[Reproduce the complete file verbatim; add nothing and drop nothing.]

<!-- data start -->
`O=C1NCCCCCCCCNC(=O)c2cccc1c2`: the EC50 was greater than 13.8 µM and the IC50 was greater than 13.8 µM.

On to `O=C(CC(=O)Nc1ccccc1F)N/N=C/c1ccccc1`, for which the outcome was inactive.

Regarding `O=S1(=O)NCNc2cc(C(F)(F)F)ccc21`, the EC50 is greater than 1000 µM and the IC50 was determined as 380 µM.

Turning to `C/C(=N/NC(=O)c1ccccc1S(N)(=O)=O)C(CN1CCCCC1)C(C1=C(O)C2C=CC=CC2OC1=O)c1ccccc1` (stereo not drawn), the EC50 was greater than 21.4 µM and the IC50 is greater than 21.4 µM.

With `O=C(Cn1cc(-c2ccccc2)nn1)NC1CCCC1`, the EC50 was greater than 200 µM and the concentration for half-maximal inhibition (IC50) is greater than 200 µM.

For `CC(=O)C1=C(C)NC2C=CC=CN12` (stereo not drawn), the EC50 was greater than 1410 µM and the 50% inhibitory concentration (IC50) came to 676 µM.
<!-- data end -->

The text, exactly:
`O=C1NCCCCCCCCNC(=O)c2cccc1c2`: the EC50 was greater than 13.8 µM and the IC50 was greater than 13.8 µM.

On to `O=C(CC(=O)Nc1ccccc1F)N/N=C/c1ccccc1`, for which the outcome was inactive.

Regarding `O=S1(=O)NCNc2cc(C(F)(F)F)ccc21`, the EC50 is greater than 1000 µM and the IC50 was determined as 380 µM.

Turning to `C/C(=N/NC(=O)c1ccccc1S(N)(=O)=O)C(CN1CCCCC1)C(C1=C(O)C2C=CC=CC2OC1=O)c1ccccc1` (stereo not drawn), the EC50 was greater than 21.4 µM and the IC50 is greater than 21.4 µM.

With `O=C(Cn1cc(-c2ccccc2)nn1)NC1CCCC1`, the EC50 was greater than 200 µM and the concentration for half-maximal inhibition (IC50) is greater than 200 µM.

For `CC(=O)C1=C(C)NC2C=CC=CN12` (stereo not drawn), the EC50 was greater than 1410 µM and the 50% inhibitory concentration (IC50) came to 676 µM.